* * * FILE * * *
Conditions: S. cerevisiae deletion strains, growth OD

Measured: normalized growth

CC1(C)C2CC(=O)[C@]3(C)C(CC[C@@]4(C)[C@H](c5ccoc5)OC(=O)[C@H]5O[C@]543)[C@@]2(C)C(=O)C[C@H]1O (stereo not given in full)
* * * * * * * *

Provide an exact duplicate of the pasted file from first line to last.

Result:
Conditions: S. cerevisiae deletion strains, growth OD

Measured: normalized growth

CC1(C)C2CC(=O)[C@]3(C)C(CC[C@@]4(C)[C@H](c5ccoc5)OC(=O)[C@H]5O[C@]543)[C@@]2(C)C(=O)C[C@H]1O (stereo not given in full)